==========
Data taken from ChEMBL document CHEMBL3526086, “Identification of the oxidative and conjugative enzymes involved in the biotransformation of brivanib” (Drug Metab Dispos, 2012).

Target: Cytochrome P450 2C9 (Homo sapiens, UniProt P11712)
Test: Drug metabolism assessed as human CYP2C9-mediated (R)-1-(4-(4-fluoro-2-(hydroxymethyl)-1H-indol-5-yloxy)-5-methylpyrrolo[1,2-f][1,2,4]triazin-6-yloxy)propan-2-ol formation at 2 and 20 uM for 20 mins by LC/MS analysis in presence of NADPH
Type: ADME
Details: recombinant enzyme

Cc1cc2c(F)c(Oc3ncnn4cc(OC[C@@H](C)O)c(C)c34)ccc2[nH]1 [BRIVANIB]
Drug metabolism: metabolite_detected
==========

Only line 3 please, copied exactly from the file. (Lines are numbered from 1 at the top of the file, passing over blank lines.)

Test: Drug metabolism assessed as human CYP2C9-mediated (R)-1-(4-(4-fluoro-2-(hydroxymethyl)-1H-indol-5-yloxy)-5-methylpyrrolo[1,2-f][1,2,4]triazin-6-yloxy)propan-2-ol formation at 2 and 20 uM for 20 mins by LC/MS analysis in presence of NADPH